Map of Easton, PA with floodplain overlay (courtesy of google earth and FEMA) with sources of chemicals indicated. Gas stations are indicated by yellow icons, other pollutants are indicated by red icons.
Easton is one of the few cities nationally that has created a floodplain hazard zone higher than the zone mandated by FEMA. This high degree of caution is due to the devastating floods during 2004, 2005, and 2006. These plans are extensive, and require strict and detailed rules for businesses and homeowners to follow to ensure flood preparedness. Local and state regulations are difficult to locate, and contains jargon difficult for people outside of the legal field to understand. Additionally, documents are lengthy, with over 800 pages of information For this policy to be effective towards everyone in the community, these documents must be translated in a manner that everyone can understand. Even if the information is provided, it is meaningless if it is not accessible. It is important for everyone to understand flood hazard plans because they affect how the government reacts to flood hazards. If not everyone can understand what these documents mean, than a subset of the population is precluded from participating in the community conversation on these issues, making this an issue of procedural justice.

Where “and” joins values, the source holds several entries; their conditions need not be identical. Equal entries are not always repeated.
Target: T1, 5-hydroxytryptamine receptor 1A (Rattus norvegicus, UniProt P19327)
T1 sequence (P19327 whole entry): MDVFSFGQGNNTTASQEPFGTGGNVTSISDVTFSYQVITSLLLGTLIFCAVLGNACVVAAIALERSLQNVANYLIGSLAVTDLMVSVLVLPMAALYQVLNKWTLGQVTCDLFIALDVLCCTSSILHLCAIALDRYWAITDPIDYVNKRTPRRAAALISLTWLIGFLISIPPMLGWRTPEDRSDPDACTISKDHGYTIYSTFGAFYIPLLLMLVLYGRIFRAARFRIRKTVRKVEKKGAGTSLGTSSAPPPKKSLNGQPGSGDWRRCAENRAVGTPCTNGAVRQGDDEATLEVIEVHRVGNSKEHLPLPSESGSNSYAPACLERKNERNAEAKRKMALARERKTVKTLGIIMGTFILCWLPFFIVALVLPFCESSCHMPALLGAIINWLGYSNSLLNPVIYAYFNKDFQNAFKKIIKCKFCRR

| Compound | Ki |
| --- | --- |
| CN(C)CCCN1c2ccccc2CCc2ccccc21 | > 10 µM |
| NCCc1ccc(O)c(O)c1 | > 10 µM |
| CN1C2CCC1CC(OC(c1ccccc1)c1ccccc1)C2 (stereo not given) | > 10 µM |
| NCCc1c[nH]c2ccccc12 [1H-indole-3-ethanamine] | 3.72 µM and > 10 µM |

The Hazard Mitigation plans are written in long confusing legal jargon that do not make this information accessible to a Easton citizen that does not have an educational background in policy and legal vocabulary. This compromised their right to the public process.
As mentioned before the communities that live in the floodplain have higher proportions of minority groups. Studies have shown that ethnic minorities are more likely to be less trusting of legal authorities perhaps due to past discrimination. Minority groups are also generally under-represented in local advisory councils which make or influence decisions from zoning and other local regulations. These reasons may put these communities at a disadvantage because they are not as willing to participate in the legal process. This unwillingness may also stem from a lack of education on how to participate legally in their community. Unfortunately, minority communities and lack of higher level education are connected.
Unfortunately, environmental justice discussions and terminology are not a part of everyday conversation, so not many people are familiar with it. The Nurture Nature Center has chosen to focus on educating the population as a whole on flood risks. This issue is not even on the radar of the City Government. These two authorities with a heavy presence in the community do not take a stronger role in identifying environmental justice as an issue in the community, there will be no progress . If the people of Easton are unaware of the injustices they may experience, the community will not be able to take the necessary steps to improve their conditions and seek justice. Those who are versed in environmental justice do not have a space to talk about this, which may decrease their confidence in the City’s support of marginalized groups, as well as overall disaster preparedness.